Willow – Bends without Breaking

First published June 9, 2017

The Arroyo Willow – Salix lasiolepis – is a native shrub or tree in California and in most Western states.

Wetland Habitat

Willo is important in riparian (creek and waterway) environments;

  • it provides habitat and food for insects, birds, amphibians and other animals
  • in spring, birds use a cottony substance released by the seeds to build nests

The Arroyo Willow likes to keep its feet wet. It spreads by sending out root runners, which create thickets. (It can also propagate from branch cuttings.)

The species is known as a freshwater indicator. As much as the Arroyo Willow likes water, it is also drought tolerant.

Erosion Control

Along with plant and animal habitat, the Arroyo Willow is used as a natural form of erosion control.

Medicinal Uses

Native Californians and herbalists use the bark and leaves to treat headaches, sore throats, and diarrhea.

Tool Making

The Arroyo Willow is used to make baskets, arrows, furniture, and flutes.

Symbolic

The willow grows long, straight shoots in the spring. These shoots are highly flexible and resist breakage. It symbolizes grief – (bending) and recovery  – (bouncing back).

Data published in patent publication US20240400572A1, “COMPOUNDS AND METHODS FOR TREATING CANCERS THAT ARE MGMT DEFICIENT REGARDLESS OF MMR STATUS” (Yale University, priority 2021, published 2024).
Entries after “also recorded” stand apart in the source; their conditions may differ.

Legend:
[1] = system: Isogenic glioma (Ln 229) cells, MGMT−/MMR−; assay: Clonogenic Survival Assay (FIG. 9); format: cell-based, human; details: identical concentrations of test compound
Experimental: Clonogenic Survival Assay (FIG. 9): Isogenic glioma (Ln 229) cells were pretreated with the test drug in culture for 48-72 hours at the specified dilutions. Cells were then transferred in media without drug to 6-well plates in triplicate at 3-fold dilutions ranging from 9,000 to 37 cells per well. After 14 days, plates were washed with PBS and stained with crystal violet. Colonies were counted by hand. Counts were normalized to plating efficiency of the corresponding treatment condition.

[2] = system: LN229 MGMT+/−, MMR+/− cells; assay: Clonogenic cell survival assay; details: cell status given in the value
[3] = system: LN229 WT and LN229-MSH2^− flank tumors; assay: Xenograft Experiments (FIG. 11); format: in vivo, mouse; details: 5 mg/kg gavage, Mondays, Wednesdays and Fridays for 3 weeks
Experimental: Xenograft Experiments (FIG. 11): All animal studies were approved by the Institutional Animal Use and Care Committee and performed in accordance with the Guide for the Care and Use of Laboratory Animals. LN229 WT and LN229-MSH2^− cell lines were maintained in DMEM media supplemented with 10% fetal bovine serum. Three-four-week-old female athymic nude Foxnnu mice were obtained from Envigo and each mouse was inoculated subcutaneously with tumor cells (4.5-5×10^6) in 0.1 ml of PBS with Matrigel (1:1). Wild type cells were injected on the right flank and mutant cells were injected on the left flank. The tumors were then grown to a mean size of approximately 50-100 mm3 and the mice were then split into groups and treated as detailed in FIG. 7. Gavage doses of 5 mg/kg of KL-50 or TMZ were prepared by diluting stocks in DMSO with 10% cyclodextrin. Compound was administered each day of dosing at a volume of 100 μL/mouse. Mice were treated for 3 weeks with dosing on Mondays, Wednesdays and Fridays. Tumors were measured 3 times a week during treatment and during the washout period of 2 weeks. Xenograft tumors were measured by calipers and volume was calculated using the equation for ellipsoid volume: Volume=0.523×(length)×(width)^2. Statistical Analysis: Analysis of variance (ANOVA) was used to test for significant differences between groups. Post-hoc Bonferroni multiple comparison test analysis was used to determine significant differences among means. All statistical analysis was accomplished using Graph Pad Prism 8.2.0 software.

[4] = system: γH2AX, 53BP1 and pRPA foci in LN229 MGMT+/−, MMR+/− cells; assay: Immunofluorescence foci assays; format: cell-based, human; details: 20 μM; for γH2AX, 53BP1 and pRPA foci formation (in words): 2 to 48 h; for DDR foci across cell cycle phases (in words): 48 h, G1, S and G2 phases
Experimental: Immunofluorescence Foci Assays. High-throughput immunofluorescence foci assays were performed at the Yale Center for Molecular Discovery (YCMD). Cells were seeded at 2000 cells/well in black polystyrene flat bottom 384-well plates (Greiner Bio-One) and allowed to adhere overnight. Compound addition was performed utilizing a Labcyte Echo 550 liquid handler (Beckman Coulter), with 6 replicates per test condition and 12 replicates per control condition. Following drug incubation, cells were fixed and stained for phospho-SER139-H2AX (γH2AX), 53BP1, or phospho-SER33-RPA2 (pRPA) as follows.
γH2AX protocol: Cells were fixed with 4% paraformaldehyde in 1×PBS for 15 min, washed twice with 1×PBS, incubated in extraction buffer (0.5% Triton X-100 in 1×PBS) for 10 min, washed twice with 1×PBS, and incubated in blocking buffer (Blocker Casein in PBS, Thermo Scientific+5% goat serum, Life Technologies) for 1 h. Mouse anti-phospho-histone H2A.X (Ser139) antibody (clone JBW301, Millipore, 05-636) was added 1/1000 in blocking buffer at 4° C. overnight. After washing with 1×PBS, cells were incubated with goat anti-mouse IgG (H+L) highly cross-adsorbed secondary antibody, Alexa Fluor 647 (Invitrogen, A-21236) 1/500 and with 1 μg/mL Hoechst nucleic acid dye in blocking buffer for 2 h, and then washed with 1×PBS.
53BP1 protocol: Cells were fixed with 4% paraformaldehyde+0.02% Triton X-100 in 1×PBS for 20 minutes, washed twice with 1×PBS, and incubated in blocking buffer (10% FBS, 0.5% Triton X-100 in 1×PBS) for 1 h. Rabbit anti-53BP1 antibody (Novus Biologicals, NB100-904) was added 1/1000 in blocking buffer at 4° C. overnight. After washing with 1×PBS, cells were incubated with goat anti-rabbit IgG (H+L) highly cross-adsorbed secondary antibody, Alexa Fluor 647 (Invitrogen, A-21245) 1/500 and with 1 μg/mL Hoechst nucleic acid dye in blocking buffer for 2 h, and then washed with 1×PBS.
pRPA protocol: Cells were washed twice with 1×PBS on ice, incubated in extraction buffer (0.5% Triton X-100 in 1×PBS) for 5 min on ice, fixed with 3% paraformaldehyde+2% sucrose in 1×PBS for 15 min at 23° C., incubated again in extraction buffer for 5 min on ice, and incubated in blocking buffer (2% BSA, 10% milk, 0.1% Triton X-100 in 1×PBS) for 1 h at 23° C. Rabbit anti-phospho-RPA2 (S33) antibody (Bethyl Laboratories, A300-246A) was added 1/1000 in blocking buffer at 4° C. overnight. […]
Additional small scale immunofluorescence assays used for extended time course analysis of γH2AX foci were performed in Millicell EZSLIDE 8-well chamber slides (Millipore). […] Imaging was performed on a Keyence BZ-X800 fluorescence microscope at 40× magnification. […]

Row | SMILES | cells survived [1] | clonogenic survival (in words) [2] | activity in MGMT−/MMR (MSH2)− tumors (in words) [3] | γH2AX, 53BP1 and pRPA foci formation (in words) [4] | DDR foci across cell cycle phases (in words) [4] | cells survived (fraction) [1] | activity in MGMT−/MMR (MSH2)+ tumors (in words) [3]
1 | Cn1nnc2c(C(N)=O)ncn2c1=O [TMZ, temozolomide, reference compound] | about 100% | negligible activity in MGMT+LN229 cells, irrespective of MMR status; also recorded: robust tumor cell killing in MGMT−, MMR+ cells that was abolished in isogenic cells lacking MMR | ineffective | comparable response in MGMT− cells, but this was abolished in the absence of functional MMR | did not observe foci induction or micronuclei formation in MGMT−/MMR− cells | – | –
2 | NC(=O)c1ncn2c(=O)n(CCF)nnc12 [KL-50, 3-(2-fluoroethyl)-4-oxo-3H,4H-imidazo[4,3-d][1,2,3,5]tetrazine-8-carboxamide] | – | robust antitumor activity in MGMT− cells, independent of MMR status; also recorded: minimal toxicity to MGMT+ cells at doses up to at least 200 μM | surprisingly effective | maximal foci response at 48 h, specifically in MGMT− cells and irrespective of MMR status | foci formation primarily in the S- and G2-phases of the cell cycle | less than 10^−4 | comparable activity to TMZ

“Respect the plant as a living thing so it’s still there the next year,” – Linda Navarro, California Indian Basket Weavers Association

Arrow Shafts and Headache Relief

click image to see more Life on the Creek art

If you enjoyed this post, you may also like Mugwort – Dream Plant with Long History

Resources:

Calflora – Arroyo Willow

California Indian Basket Weavers Association

California Native Plant Society – Arroyo Willow

Golden Gate National Parks Conservancy – Arroyo Willow

River Partners – Arroyo Willow
River Partners – Riparian Plant List

U.S. Department of Agriculture – Native Willow Varieties for the Pacific Northwest (PDF)

Wild and Edible Medicinal Plants

Books 

Guide to Wild Foods and Useful Plants by Christoper Nyerges

Tending the Wild: Native American Knowledge and the Management of California’s Natural Resources
by M. Kat Anderson

 

Leave a Reply